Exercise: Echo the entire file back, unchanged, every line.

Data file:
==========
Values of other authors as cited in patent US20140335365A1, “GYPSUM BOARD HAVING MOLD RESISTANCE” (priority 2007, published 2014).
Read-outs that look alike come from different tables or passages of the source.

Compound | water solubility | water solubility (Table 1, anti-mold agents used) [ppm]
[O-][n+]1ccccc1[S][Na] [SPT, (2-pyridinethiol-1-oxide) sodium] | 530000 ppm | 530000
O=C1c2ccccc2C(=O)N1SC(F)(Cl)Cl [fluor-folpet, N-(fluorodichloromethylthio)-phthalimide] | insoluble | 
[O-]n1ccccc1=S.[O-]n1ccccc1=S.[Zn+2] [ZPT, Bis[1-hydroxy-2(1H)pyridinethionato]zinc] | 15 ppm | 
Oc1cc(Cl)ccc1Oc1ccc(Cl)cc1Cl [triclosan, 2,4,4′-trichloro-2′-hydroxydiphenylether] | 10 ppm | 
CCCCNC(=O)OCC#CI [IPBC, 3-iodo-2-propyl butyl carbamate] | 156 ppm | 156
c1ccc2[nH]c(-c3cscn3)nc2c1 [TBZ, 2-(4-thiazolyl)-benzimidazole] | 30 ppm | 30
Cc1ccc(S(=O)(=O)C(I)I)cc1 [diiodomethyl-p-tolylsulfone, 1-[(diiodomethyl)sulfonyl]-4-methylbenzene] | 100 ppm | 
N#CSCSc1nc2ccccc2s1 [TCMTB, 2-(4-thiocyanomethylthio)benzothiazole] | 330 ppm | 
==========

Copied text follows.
Values of other authors as cited in patent US20140335365A1, “GYPSUM BOARD HAVING MOLD RESISTANCE” (priority 2007, published 2014).
Read-outs that look alike come from different tables or passages of the source.

Compound | water solubility | water solubility (Table 1, anti-mold agents used) [ppm]
[O-][n+]1ccccc1[S][Na] [SPT, (2-pyridinethiol-1-oxide) sodium] | 530000 ppm | 530000
O=C1c2ccccc2C(=O)N1SC(F)(Cl)Cl [fluor-folpet, N-(fluorodichloromethylthio)-phthalimide] | insoluble | 
[O-]n1ccccc1=S.[O-]n1ccccc1=S.[Zn+2] [ZPT, Bis[1-hydroxy-2(1H)pyridinethionato]zinc] | 15 ppm | 
Oc1cc(Cl)ccc1Oc1ccc(Cl)cc1Cl [triclosan, 2,4,4′-trichloro-2′-hydroxydiphenylether] | 10 ppm | 
CCCCNC(=O)OCC#CI [IPBC, 3-iodo-2-propyl butyl carbamate] | 156 ppm | 156
c1ccc2[nH]c(-c3cscn3)nc2c1 [TBZ, 2-(4-thiazolyl)-benzimidazole] | 30 ppm | 30
Cc1ccc(S(=O)(=O)C(I)I)cc1 [diiodomethyl-p-tolylsulfone, 1-[(diiodomethyl)sulfonyl]-4-methylbenzene] | 100 ppm | 
N#CSCSc1nc2ccccc2s1 [TCMTB, 2-(4-thiocyanomethylthio)benzothiazole] | 330 ppm | 